Thursday, July 14, 2011

RWA National Conference: Part Two

Happy Thursday, everyone! Hope everybody is making it through the week stress free! The weekend is almost here, so keep moving forward.

Today we're going to have part two of our RWA National Conference series post. For those of you who missed part one, you can click the link to catch up: RWA National Conference Part One. In part one we discussed networking, but today we have another important aspect of the conference: workshops and publisher spotlights.

Which workshops and spotlights you choose to attend while at the conference can heavily effect your overall experience. If you don't choose wisely, you may end up in a slew of workshops which aren't beneficial to you. But RWA makes it easy. By labeling which workshops are PRO and PAN recommended, it allows members in these classifications to have a starting place, to know where to look. Yet, there are three main questions you need to ask yourself when choosing workshops.

1. What is my goal for this conference? What would I like to improve on or increase my knowledge of?

The most important thing to do before choosing your workshops is to identify your overall goal for the conference. Do you want to improve your craft? Do you want to expand your industry knowledge or build your author brand? For this year, my particular goal was learning as much as possible about the industry and the current market. Because of this, I chose not to attend any workshops focused on craft (craft workshops are what I focused on at last year's conference). This means that the majority of my workshop time was spent in the publisher spoltlights, where I was able to get a look into what the specific houses are looking for and which publishers I'd like to target.

2. Who's running the workshop? Who are the panelists or presenters?

This is particularly important if you are trying to decide between two different workshops. Sometimes we'd like to attend multiple workshops that are all running at the same time. Since we're unable to clone ourselves, we have to select our best option. A good place to start when choosing between the two, or choosing any workshop for that matter, is seeing who the speaker is. Many of the workshops I chose to attend at this year's conference were my first choices because they were packed full of industry professionals. Who better to learn about the current market and publishing trends from? While a QA with two bestselling authors about the historical romance market may be interesting (this is hypothetical, I'm not citing any specific workshop), if there is a panel of industry professionals discussing a similar subject at the same time, I would go with the industry workers. We often can commiserate with other authors, but how often do writers get to interact with the big names of the industry? Does this necessarily mean that the workshop will be better? No, not always, but you must select your own method of how to choose your workshop.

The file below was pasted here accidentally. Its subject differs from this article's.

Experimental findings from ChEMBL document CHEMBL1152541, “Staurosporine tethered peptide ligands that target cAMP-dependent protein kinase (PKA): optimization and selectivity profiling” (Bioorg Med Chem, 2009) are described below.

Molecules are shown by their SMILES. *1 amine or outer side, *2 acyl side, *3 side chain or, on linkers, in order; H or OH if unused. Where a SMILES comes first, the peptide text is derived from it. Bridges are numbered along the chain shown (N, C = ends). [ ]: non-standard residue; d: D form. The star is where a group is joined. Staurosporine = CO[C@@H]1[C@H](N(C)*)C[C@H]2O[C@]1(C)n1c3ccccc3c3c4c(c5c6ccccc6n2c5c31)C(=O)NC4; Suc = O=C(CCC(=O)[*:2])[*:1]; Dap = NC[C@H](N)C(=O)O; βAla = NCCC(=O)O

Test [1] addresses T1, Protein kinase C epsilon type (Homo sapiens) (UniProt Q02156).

3. How will this be beneficial to me?

Are you going to a workshop on alpha heroes simply because it interests you, or because characterization is one of your weaknesses? An important thing to remember (and this goes hand and hand with the first question) is your goals. Before the conference, you need to identify your goal based upon both your strengths and your weaknesses. Examine what you're good at and what needs more improvement. Based on this, make an informed decision about your workshops.

So for those of you who attended this year: how did you choose your workshops? And for those of you who were unable to attend: take a look at your own writing goals. What goals would you have had if you attended Nationals? I'd like to hear your thoughts.

Tomorrow we'll have part three of our series: book signings and agent/editor appointments. Til then! ;-)

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